She is getting used to the chimes of different kinds of bells — those of temples, not of the church anymore. Till Rajiv Gandhi was alive, Sonia Gandhi was a practising Christian. On Christmas day, this Nehru-Gandhi bahu would visit St Patrick’s church, adjacent to Rashtrapati Bhawan and take along Priyanka and Rahul with her. Politics and party presidency changed all that. Now madam has to act the true Hindu Brahmin widow. One of the occupational hazards, one might say. Although Sonia is still a Catholic, prays even while travelling in the car and never forgets to cross her heart before stepping out, Christmas is not much of a celebration anymore. For the last two years she has not received visitors nor accepted gifts on the day. Christmas is spent indoors. As in the previous years, this year too the family had come together. There was Rahul and Priyanka with her hubby and chubby son. Sonia’s mother, sister and brother-in-law from Italy were there too. A quiet Christmas with the family. That’s what it’s like in the Continent anyway.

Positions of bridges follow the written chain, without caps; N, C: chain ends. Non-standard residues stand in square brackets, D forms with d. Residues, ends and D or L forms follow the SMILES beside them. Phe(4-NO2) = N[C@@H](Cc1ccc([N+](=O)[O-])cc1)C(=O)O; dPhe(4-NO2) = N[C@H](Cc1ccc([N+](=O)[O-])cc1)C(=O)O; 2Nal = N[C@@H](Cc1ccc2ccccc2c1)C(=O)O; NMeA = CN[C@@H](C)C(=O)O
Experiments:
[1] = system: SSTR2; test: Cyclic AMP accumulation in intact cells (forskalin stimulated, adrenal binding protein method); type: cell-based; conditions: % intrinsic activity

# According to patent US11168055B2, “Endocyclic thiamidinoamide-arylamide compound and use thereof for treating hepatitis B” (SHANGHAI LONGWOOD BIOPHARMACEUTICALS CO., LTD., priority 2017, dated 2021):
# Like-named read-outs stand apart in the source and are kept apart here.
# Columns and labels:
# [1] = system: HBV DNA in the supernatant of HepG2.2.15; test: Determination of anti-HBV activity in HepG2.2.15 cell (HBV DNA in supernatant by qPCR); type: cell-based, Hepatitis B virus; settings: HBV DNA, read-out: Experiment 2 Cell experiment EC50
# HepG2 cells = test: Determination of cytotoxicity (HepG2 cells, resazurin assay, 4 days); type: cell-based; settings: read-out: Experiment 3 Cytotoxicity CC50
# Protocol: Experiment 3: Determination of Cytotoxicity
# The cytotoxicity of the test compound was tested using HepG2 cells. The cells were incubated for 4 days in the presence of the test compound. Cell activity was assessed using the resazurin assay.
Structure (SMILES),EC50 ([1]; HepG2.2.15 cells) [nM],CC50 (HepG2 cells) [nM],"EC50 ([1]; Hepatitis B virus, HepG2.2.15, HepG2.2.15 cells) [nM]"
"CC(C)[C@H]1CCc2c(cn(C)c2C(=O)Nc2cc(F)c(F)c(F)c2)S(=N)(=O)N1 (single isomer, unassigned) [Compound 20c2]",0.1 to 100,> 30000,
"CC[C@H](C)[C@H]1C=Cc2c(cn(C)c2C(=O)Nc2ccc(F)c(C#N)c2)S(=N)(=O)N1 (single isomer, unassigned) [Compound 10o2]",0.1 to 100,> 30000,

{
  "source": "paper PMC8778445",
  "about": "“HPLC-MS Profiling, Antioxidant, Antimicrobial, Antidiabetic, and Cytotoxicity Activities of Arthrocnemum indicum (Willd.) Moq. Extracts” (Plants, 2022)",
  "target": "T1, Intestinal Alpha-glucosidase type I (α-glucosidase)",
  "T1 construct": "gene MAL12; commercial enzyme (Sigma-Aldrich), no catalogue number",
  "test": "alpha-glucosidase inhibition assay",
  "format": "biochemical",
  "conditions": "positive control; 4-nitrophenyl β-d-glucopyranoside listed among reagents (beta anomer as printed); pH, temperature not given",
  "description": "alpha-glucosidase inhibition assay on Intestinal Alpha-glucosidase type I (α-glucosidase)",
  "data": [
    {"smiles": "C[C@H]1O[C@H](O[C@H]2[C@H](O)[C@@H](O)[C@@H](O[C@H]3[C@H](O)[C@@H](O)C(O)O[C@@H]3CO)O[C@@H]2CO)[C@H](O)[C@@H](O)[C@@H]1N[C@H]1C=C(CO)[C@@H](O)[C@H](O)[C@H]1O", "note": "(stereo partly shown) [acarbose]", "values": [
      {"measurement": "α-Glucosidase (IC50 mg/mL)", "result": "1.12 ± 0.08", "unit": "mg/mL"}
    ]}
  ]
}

Who’s the boss?

Senile men in khaki shorts and carrying saffron flags. That is what the RSS would come to be identified with if the sarsanghchalak, KS Sudarshan, does not shut up soon. The BJP leadership has been more than once embarrassed by the RSS chief’s utterances. Sudarshan’s recent bomb theory in relation to Ayodhya probably takes the cake. It has failed to cut much ice even with diehard saffronites. According to a senior BJP leader, Sudarshan is breaking all decorum observed by his predecessors. “Rajju Bhaiyya had started politicizing the RSS and Sudarshan has gone a step further”, is how he explains the old man’s brashness. The BJP leaders have also reportedly begun to suspect the political ambitions of the RSS. Meanwhile, the man who is said to have bombed the Babri Masjid and made things easy for the saffronites has, without mincing words, called Sudarshan a liar. When will the BJP learn to call a spade a spade?